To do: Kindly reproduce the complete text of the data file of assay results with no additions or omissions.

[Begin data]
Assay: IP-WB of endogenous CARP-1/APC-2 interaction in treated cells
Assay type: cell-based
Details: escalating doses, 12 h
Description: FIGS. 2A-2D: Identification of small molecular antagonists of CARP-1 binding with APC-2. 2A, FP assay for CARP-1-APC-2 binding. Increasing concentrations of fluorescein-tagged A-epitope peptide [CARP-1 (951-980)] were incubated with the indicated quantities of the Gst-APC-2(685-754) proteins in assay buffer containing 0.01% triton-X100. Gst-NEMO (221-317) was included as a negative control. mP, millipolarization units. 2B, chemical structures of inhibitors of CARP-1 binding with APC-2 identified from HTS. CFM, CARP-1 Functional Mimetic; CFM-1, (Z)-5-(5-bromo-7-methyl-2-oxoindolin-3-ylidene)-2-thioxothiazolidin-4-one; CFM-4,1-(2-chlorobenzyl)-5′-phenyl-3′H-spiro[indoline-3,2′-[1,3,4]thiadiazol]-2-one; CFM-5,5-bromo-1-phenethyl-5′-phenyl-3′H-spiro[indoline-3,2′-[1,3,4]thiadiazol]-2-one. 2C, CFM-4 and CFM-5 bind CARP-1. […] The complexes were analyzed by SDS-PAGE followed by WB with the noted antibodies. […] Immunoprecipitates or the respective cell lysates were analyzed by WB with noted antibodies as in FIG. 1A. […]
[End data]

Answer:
Assay: IP-WB of endogenous CARP-1/APC-2 interaction in treated cells
Assay type: cell-based
Details: escalating doses, 12 h
Description: FIGS. 2A-2D: Identification of small molecular antagonists of CARP-1 binding with APC-2. 2A, FP assay for CARP-1-APC-2 binding. Increasing concentrations of fluorescein-tagged A-epitope peptide [CARP-1 (951-980)] were incubated with the indicated quantities of the Gst-APC-2(685-754) proteins in assay buffer containing 0.01% triton-X100. Gst-NEMO (221-317) was included as a negative control. mP, millipolarization units. 2B, chemical structures of inhibitors of CARP-1 binding with APC-2 identified from HTS. CFM, CARP-1 Functional Mimetic; CFM-1, (Z)-5-(5-bromo-7-methyl-2-oxoindolin-3-ylidene)-2-thioxothiazolidin-4-one; CFM-4,1-(2-chlorobenzyl)-5′-phenyl-3′H-spiro[indoline-3,2′-[1,3,4]thiadiazol]-2-one; CFM-5,5-bromo-1-phenethyl-5′-phenyl-3′H-spiro[indoline-3,2′-[1,3,4]thiadiazol]-2-one. 2C, CFM-4 and CFM-5 bind CARP-1. […] The complexes were analyzed by SDS-PAGE followed by WB with the noted antibodies. […] Immunoprecipitates or the respective cell lysates were analyzed by WB with noted antibodies as in FIG. 1A. […]